By Sean Power
Opioids–drugs such as oxycontin, vicodin, percocet, and fentanyl–have recently garnered mainstream attention as more people become dependent and addicted to the painkiller in epidemic proportions. Perhaps it is because 1 in 5 become long-term users of opioids with a 10-day supply; perhaps because sales of prescription opioids in the U.S. nearly quadrupled from 1999 to 2014; or, perhaps simply because chronic opioid use often begins with opioid usage for acute (short-term) pain–whatever the reason, the opioid epidemic is front and centre in public health discourse.
The Physician-Patient Alliance for Health & Safety, a nonprofit focused on improving patient safety in hospitals, has worked to improve opioid safety after surgery. Throughout our work, it has become apparent that we should be thinking about pain management throughout the entire continuum of care: before an operation, during the procedure, after the procedure during recovery at the hospital, and upon discharge.
Patients need to think about pain throughout the continuum, too. That’s why we’ve collected a series of consumer-facing resources on opioid safety.
1. Medicines to Treat Pain
This fact sheet provides an overview of opioids, how they work, when doctors prescribe them, alternatives to opioids, and how to decide whether you should use opioids.
2. Avoid Opioids for Most Long-Term Pain
This guide summarizes the advice of experts from the Centers of Disease Control and Prevention, doctors’ groups, and Consumer Reports Best Buy Drugs. It talks about the dangers of opioids, its side effects, and how to use them safely. It also provides examples of other non-drug and non-opioid therapies for a variety of types of chronic pain.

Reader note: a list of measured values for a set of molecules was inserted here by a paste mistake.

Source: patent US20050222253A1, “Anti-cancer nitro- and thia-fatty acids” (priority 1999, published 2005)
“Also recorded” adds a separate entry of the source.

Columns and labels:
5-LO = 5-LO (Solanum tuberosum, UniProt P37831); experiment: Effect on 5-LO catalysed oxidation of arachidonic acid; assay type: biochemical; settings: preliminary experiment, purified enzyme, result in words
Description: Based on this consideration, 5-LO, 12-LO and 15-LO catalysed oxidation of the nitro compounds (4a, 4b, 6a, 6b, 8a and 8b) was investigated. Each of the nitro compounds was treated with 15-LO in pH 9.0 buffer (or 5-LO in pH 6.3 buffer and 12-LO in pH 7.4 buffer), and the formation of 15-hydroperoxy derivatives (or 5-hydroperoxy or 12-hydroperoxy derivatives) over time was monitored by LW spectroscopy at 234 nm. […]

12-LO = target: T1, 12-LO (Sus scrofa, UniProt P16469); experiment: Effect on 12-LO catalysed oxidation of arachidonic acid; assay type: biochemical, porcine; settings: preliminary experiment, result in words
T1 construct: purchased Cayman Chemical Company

3. PCA Safety Checklist
In addition to the risk of long-term use–either dependence on or addiction to opioids–the painkillers can be dangerous for acute usage, as well.
One way for doctors to help you manage pain after surgery while you recover in your hospital bed is to prescribe something called patient-controlled analgesia (PCA). Patients get hooked up to an infusion pump, called a PCA pump, and can self-administer a dose of painkillers prescribed by their physician by pushing a single button.
The PCA pump has threshold limits to prevent administering too much medicine too quickly–in theory. But, since every patient is different, these pumps can pose risks.
The PCA Safety Checklist is a free tool developed in collaboration with patient safety experts that helps clinicians keep patients safe when they receive opioids via a PCA pump. Ask your doctor to use the PCA Safety Checklist if there is a possibility you are prescribed PCA after surgery.
If you or a loved one is about to undergo surgery and the doctors may prescribe opioids, or if you have already been prescribed opioids, share these resources with your doctors and ask about their pain management and opioid safety plan.